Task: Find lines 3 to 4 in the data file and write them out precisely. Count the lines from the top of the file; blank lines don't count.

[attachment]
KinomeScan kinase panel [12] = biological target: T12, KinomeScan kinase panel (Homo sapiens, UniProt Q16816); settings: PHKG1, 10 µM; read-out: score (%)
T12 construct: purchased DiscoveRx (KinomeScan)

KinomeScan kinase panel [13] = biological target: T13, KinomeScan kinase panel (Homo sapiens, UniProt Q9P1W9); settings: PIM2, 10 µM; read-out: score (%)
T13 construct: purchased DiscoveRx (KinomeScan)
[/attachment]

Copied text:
KinomeScan kinase panel [13] = biological target: T13, KinomeScan kinase panel (Homo sapiens, UniProt Q9P1W9); settings: PIM2, 10 µM; read-out: score (%)
T13 construct: purchased DiscoveRx (KinomeScan)